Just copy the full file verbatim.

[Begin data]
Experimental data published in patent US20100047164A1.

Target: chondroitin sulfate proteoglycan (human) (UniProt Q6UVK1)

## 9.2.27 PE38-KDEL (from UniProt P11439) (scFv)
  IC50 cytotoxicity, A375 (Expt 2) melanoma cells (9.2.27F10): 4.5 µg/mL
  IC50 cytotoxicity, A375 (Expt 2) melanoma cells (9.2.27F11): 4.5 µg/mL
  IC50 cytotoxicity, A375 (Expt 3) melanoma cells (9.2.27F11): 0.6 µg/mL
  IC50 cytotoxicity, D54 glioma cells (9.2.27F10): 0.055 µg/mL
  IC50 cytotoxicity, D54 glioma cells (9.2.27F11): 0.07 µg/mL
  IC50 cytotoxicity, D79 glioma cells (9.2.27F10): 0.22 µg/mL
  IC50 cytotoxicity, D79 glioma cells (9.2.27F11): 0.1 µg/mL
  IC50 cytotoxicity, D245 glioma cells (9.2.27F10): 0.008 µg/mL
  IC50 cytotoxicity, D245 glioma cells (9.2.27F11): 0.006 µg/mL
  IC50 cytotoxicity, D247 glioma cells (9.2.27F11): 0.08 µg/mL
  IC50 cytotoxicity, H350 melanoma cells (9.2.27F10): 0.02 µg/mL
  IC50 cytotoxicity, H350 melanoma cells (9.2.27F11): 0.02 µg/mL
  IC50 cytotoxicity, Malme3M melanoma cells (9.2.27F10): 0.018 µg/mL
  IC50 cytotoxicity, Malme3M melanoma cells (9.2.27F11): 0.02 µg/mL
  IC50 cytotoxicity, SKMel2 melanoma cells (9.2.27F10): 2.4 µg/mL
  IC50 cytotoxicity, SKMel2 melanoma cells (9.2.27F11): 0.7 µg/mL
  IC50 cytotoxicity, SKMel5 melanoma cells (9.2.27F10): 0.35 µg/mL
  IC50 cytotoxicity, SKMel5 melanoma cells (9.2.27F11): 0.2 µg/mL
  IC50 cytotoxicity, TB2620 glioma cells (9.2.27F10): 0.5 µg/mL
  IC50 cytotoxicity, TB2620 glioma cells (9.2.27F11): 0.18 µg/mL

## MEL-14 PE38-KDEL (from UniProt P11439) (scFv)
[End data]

Experimental data published in patent US20100047164A1.

Target: chondroitin sulfate proteoglycan (human) (UniProt Q6UVK1)

## 9.2.27 PE38-KDEL (from UniProt P11439) (scFv)
  IC50 cytotoxicity, A375 (Expt 2) melanoma cells (9.2.27F10): 4.5 µg/mL
  IC50 cytotoxicity, A375 (Expt 2) melanoma cells (9.2.27F11): 4.5 µg/mL
  IC50 cytotoxicity, A375 (Expt 3) melanoma cells (9.2.27F11): 0.6 µg/mL
  IC50 cytotoxicity, D54 glioma cells (9.2.27F10): 0.055 µg/mL
  IC50 cytotoxicity, D54 glioma cells (9.2.27F11): 0.07 µg/mL
  IC50 cytotoxicity, D79 glioma cells (9.2.27F10): 0.22 µg/mL
  IC50 cytotoxicity, D79 glioma cells (9.2.27F11): 0.1 µg/mL
  IC50 cytotoxicity, D245 glioma cells (9.2.27F10): 0.008 µg/mL
  IC50 cytotoxicity, D245 glioma cells (9.2.27F11): 0.006 µg/mL
  IC50 cytotoxicity, D247 glioma cells (9.2.27F11): 0.08 µg/mL
  IC50 cytotoxicity, H350 melanoma cells (9.2.27F10): 0.02 µg/mL
  IC50 cytotoxicity, H350 melanoma cells (9.2.27F11): 0.02 µg/mL
  IC50 cytotoxicity, Malme3M melanoma cells (9.2.27F10): 0.018 µg/mL
  IC50 cytotoxicity, Malme3M melanoma cells (9.2.27F11): 0.02 µg/mL
  IC50 cytotoxicity, SKMel2 melanoma cells (9.2.27F10): 2.4 µg/mL
  IC50 cytotoxicity, SKMel2 melanoma cells (9.2.27F11): 0.7 µg/mL
  IC50 cytotoxicity, SKMel5 melanoma cells (9.2.27F10): 0.35 µg/mL
  IC50 cytotoxicity, SKMel5 melanoma cells (9.2.27F11): 0.2 µg/mL
  IC50 cytotoxicity, TB2620 glioma cells (9.2.27F10): 0.5 µg/mL
  IC50 cytotoxicity, TB2620 glioma cells (9.2.27F11): 0.18 µg/mL

## MEL-14 PE38-KDEL (from UniProt P11439) (scFv)